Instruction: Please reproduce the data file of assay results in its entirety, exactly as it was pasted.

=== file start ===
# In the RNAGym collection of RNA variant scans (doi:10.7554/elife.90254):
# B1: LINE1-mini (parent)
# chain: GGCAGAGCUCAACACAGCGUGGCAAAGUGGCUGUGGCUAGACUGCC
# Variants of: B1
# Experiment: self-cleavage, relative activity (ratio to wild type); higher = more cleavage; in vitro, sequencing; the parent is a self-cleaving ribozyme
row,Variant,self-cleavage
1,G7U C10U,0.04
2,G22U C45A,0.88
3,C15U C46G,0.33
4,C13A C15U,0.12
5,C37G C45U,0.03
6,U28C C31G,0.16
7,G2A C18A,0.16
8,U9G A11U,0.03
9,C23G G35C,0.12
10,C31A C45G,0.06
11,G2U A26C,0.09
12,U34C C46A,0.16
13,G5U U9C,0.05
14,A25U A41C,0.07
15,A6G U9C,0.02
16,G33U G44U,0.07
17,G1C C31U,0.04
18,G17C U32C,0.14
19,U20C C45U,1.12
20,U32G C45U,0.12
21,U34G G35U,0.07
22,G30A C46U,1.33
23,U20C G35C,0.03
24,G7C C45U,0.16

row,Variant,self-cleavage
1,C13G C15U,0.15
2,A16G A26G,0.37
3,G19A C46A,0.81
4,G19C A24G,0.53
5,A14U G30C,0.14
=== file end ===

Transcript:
# In the RNAGym collection of RNA variant scans (doi:10.7554/elife.90254):
# B1: LINE1-mini (parent)
# chain: GGCAGAGCUCAACACAGCGUGGCAAAGUGGCUGUGGCUAGACUGCC
# Variants of: B1
# Experiment: self-cleavage, relative activity (ratio to wild type); higher = more cleavage; in vitro, sequencing; the parent is a self-cleaving ribozyme
row,Variant,self-cleavage
1,G7U C10U,0.04
2,G22U C45A,0.88
3,C15U C46G,0.33
4,C13A C15U,0.12
5,C37G C45U,0.03
6,U28C C31G,0.16
7,G2A C18A,0.16
8,U9G A11U,0.03
9,C23G G35C,0.12
10,C31A C45G,0.06
11,G2U A26C,0.09
12,U34C C46A,0.16
13,G5U U9C,0.05
14,A25U A41C,0.07
15,A6G U9C,0.02
16,G33U G44U,0.07
17,G1C C31U,0.04
18,G17C U32C,0.14
19,U20C C45U,1.12
20,U32G C45U,0.12
21,U34G G35U,0.07
22,G30A C46U,1.33
23,U20C G35C,0.03
24,G7C C45U,0.16

row,Variant,self-cleavage
1,C13G C15U,0.15
2,A16G A26G,0.37
3,G19A C46A,0.81
4,G19C A24G,0.53
5,A14U G30C,0.14